James - There's a deep-rooted irony there, isn’t ther? These devices are shockingly poor. I acquired 12 CCTV cameras from Amazon – the kind that you would put in your home or a small business and I found serious flaws that would enable anyone with a bit of skill to get into every single one of them. I actually did a bit of searching online as much as we could within the confines of law and ethics unlike the cyber criminals. I found a petrol station. This petrol station has a feed over the chip and pin terminals which you use when you make payments. And it’s high enough resolution that I could see all of the credit card numbers and the pin numbers being typed in. And that was streamed to the internet with no user name and password.
Chris - Good grief! Have you told them?
James - Yeah, I've actually managed to locate which I think is the right petrol station and I've sent them a note. The feed is still there, along with many others. I found an Italian clothing store that’s wonderfully creepy as it has infrared in the changing room which I've emailed them and said, “I thought I was horribly inappropriate even it was a secure system” an astonishing number.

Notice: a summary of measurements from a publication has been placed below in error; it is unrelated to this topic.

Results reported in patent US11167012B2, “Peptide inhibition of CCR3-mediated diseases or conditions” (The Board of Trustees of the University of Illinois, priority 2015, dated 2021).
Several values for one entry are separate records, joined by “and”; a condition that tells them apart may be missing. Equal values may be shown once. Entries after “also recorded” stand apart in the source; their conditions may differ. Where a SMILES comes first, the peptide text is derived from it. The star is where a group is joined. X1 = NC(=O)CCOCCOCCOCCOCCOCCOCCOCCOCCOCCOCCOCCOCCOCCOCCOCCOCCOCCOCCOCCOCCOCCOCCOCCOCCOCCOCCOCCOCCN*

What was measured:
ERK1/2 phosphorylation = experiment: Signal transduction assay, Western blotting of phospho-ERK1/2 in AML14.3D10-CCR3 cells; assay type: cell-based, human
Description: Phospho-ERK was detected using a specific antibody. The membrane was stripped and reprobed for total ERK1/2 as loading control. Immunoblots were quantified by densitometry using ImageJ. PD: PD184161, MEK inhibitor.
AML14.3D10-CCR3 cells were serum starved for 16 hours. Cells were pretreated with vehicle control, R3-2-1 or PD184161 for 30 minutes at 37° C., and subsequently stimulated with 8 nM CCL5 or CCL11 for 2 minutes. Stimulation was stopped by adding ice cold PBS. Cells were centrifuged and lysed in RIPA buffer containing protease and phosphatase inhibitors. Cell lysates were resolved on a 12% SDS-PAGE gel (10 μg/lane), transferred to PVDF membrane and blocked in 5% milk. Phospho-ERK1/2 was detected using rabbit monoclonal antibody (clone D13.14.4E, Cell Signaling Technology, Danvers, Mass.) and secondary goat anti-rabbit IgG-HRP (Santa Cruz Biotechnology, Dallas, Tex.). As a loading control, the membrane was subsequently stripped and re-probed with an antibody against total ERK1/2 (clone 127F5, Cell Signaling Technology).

Chris - What can be done because your average person who isn’t computer savvy, they use certain platforms that are very, very user friendly for a reason because they don’t want to have to become an uber geek on a computer to overcome this sort of thing? What can they do? What can the average person do to make themselves safer?
James - I've got a very simple ask that there are a number of very simple best practice items, things like getting yourself good passwords, not using the same password on every site and service, keeping these devices up to date, check your home wireless network, and make sure you're using the latest security standard. I could use a bit of jargon here, but it’ll be helpful so you'll know what to Google to get some tips. Look up wpa2 and if you're really, really unsure, ask an expert. If you can do those simple things, we’ll make sure as uber geeks, along with lawyers, regulators and the like, that these internet things devices get improved.